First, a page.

I think they feel the consequences. When you really do it like this and speak very strongly to the philosophy, over time, you also face some trade-offs. For example, when it comes to budgeting, the budgeting rule takes the P&L from last year and deducts 5%. But when you do this multiple times, with each round, things will become much more difficult. The DBS should help you to improve the productivity, but it only brings in the relevant results when you are able to use the people which may lead to a productivity increase, according to your growth. This is why growth is the engine and you need to have both. You need to have the growth approach and the DNA and then later on, you need to have the DBS. This is something that people fear.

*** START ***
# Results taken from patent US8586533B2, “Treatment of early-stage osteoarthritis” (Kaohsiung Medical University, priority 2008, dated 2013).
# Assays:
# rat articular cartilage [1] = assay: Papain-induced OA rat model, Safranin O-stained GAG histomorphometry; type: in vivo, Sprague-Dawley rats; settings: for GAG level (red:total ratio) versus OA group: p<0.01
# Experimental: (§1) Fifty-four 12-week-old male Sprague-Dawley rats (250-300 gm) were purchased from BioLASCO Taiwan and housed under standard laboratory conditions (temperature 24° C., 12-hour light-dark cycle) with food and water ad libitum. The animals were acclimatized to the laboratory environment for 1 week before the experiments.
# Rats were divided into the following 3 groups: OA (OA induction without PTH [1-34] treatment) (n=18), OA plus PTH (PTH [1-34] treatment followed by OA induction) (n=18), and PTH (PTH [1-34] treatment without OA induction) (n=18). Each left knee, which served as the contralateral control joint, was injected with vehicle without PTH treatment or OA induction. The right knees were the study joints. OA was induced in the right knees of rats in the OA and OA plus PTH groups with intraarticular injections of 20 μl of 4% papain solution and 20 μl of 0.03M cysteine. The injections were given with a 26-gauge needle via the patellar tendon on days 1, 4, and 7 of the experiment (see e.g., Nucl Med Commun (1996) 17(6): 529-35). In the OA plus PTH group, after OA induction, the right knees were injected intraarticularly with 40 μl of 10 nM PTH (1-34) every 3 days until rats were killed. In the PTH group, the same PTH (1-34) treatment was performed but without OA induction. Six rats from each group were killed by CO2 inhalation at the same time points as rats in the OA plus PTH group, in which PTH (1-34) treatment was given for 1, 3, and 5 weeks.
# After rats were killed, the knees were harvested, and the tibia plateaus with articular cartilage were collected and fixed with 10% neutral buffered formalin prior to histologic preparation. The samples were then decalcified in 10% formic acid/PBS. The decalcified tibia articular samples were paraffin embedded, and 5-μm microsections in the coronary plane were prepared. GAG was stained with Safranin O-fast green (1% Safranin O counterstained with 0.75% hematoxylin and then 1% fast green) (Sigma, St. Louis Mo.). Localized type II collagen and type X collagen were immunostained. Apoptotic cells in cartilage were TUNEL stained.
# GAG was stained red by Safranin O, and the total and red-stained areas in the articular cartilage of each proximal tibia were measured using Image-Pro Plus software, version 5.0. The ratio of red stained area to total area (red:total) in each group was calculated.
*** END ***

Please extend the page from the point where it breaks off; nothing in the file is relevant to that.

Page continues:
Also, over time, as this company culture is really very restricted to numbers, it’s very simple. You don’t make the numbers, you get asked why, you need to undertake a problem-solving process, speak to the action plan and make it happen. Hopefully, you will make it happen, otherwise you will be out pretty quickly. For example, I was in this committee for all the different OpCos. We met twice a year and, in each meeting, I had about 40% of new people on board, because the pressure is super high on the numbers.
So they were pretty relentless on focusing on numbers and if you don’t hit your numbers, then you’re out the door?
When you don’t hit your numbers, you need to run a problem-solving process and find ways to make it happen, otherwise you will be sent, pretty fast, into poor-performance improvement. Normally, when you go into the process of poor-performance improvement, things become very, very difficult. What I have seen so far, people themselves then decide that this kind of company is not a meaningful one for them.